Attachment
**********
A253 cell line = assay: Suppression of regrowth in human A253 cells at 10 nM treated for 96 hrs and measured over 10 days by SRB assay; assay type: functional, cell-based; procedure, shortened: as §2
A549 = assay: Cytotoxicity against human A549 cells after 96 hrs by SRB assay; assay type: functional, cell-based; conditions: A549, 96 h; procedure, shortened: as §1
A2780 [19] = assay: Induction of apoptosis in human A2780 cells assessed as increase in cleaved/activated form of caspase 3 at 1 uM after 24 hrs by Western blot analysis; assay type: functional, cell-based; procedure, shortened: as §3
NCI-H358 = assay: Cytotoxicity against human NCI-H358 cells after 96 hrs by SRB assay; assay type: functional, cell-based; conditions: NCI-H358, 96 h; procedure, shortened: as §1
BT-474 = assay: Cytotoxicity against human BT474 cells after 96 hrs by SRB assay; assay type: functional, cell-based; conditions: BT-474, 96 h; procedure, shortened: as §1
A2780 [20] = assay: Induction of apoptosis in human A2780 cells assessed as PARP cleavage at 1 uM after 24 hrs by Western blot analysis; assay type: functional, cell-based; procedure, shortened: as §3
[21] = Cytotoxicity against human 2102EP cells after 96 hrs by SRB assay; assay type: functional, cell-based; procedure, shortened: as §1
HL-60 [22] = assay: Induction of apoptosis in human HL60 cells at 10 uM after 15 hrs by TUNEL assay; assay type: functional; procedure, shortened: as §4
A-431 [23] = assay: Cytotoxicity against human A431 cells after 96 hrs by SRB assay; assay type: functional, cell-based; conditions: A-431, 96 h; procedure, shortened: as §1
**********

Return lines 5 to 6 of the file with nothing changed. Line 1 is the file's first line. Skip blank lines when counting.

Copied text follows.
BT-474 = assay: Cytotoxicity against human BT474 cells after 96 hrs by SRB assay; assay type: functional, cell-based; conditions: BT-474, 96 h; procedure, shortened: as §1
A2780 [20] = assay: Induction of apoptosis in human A2780 cells assessed as PARP cleavage at 1 uM after 24 hrs by Western blot analysis; assay type: functional, cell-based; procedure, shortened: as §3